Dwarf geckos – Amazing lizard for beginners

Dwarf geckos are often recommended to newcomers to terrariums, and in fact, the tiny lizards immediately inspire every halfway interested reptile lover.

Their variety of colours, their behaviour and the simple way of just standing still magically attract looks.

One could wait hours for the next movement, but geckos don’t strain their observers’ patience that much. Rather, they are considered lively and active.

The dwarf geckos, in particular, convince as pretty terrarium dwellers who look good and are also easy to care for. But is it really that easy to keep dwarf geckos?

Dwarf geckos in detail

Curiously, almost all dwarf variants of an animal species are considered easy to care for due to the assumption that small bodies would also require less space.

It is often the smallest representatives of a species that even take up more space.

They are usually more agile, more active and faster on the go.

They are also usually more sensitive, especially to stress.

Also, they have no place in the human hand. The small beings are too fragile.

Dwarf geckos are no exception.

Although geckos are generally relatively robust and “only” need a species-appropriate terrarium with optimal climatic conditions and the right feeding, the small dwarf geckos are not necessarily even less demanding just because they are small.

Their height is not evidencing that they only have minor needs.

A few essential tips on keeping the dwarf gecko should also be taken into account by beginners to give themselves and the animals a long time to enjoy each other.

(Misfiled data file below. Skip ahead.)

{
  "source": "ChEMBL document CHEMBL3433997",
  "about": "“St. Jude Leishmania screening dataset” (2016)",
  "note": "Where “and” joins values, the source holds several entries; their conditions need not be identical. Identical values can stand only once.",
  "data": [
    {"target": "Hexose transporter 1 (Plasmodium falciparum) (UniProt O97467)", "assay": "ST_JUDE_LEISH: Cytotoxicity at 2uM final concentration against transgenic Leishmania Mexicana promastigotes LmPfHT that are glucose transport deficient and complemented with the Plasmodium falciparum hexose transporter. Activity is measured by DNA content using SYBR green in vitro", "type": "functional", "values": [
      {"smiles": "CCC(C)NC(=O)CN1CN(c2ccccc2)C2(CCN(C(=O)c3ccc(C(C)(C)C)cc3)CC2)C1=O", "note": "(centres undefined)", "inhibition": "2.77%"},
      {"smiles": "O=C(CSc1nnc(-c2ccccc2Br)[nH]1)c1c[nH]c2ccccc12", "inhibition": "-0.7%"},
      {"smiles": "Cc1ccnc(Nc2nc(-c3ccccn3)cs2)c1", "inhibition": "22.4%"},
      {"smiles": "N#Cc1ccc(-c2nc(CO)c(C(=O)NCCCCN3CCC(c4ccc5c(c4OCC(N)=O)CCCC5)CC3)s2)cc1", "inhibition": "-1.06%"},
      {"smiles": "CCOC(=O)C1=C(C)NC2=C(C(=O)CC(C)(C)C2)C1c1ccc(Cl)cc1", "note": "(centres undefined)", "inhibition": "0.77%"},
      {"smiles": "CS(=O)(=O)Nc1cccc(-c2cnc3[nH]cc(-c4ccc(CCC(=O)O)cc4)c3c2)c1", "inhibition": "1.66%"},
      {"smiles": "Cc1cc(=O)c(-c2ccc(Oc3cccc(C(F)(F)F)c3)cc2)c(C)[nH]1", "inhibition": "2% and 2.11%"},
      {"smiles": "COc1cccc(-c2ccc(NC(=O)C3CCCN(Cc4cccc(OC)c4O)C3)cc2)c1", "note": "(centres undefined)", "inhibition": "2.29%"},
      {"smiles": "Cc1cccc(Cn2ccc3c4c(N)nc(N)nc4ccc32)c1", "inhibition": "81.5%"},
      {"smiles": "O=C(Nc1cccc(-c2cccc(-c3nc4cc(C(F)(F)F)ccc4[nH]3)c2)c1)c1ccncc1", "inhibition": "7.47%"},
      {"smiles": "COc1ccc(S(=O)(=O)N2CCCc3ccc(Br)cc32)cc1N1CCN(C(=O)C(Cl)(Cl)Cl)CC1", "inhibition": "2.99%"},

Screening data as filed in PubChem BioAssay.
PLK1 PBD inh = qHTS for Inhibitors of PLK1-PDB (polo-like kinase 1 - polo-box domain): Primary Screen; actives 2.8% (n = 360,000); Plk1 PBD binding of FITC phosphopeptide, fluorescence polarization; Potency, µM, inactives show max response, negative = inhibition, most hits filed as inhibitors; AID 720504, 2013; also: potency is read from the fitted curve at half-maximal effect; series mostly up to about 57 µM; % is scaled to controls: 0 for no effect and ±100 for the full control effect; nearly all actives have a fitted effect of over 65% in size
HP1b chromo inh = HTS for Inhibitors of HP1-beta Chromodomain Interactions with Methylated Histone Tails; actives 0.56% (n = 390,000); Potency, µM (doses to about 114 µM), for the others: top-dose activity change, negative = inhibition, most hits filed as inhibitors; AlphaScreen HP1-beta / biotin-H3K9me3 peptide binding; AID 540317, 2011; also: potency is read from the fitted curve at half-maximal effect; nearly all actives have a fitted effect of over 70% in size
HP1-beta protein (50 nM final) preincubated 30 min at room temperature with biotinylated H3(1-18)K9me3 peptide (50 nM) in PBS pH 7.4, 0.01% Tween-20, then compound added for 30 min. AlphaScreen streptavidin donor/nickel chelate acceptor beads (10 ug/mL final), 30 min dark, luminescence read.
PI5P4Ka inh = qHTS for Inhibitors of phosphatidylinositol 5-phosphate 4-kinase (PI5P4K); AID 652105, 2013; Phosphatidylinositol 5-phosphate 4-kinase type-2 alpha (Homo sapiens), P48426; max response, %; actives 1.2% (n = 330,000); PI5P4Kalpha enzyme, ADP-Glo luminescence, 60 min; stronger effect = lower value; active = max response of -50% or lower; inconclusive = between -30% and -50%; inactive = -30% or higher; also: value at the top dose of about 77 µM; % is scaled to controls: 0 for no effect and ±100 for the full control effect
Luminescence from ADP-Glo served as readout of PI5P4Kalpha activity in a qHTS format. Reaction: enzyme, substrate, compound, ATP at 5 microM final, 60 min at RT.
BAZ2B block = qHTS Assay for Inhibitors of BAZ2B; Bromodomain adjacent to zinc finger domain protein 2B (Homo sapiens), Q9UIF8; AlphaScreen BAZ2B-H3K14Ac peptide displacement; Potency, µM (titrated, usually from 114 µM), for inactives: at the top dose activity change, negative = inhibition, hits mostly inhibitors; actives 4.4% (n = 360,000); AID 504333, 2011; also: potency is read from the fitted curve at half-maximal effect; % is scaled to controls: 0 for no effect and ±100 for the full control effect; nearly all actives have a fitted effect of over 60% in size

Systematics of the Lygodactylus

The scientifically described genus Lygodactylus comprises around 60 species of dwarf geckos, all considered diurnal.

In a broader sense, they are representatives of the Gekkonidae (family of geckos).

All geckos, big or small, count to the scale creeps and turn to the scale lizards.

Consequently, they are also cold-blooded animals.

The special thing about the Lygodactylus is its maximum body size of approx. 4 to 9 cm and adult specimens.

Most of the species come from tropical and subtropical areas of Africa and Madagascar. Only two are also found in South America.

They are all characterized by round pupils, orient themselves visually, are diurnal and have adhesive lamellas on the toes and the underside of the tip of the tail.

This special feature enables the lizards to find perfect hold with their feet and use the tip of their tail for climbing.

Furthermore, like many geckos, the tail is regrowing.

In the event of danger, the lizards can repel their tail, for example, because they are held on to it and thus escape from an emergency.

Regrowing tails, however, have a different shape, do not reach the original length, but form adhesive lamellae again.

This shows how important climbing is to the survival of the animals.

In fact, most of the dwarf geckos can be found in trees, where they even spend most of their lives. In other words, they live arboricolously.

Only a few species inhabit the ground. Most prefer tree trunks, walls and rock faces.

There they find perfect support, lots of hiding spots and even food in the form of smaller insects.

Since geckos are becoming increasingly popular as pets, the little lizards can now be found in terrariums worldwide.

The best-known domesticated species is undoubtedly the white-headed dwarf gecko. Also, yellow-headed gecko or dwarf gecko strips called.

Its yellow-coloured head can easily be recognized, which contrasts with the rest of the blue-grey body.

However, many breeders (and keepers) place increasing value on colour diversity.

And so, among other things, tabby, blue shimmering and aquamarine-coloured dwarf geckos are becoming more popular.

Colour effects and patterns are so diverse that they can hardly be summarized.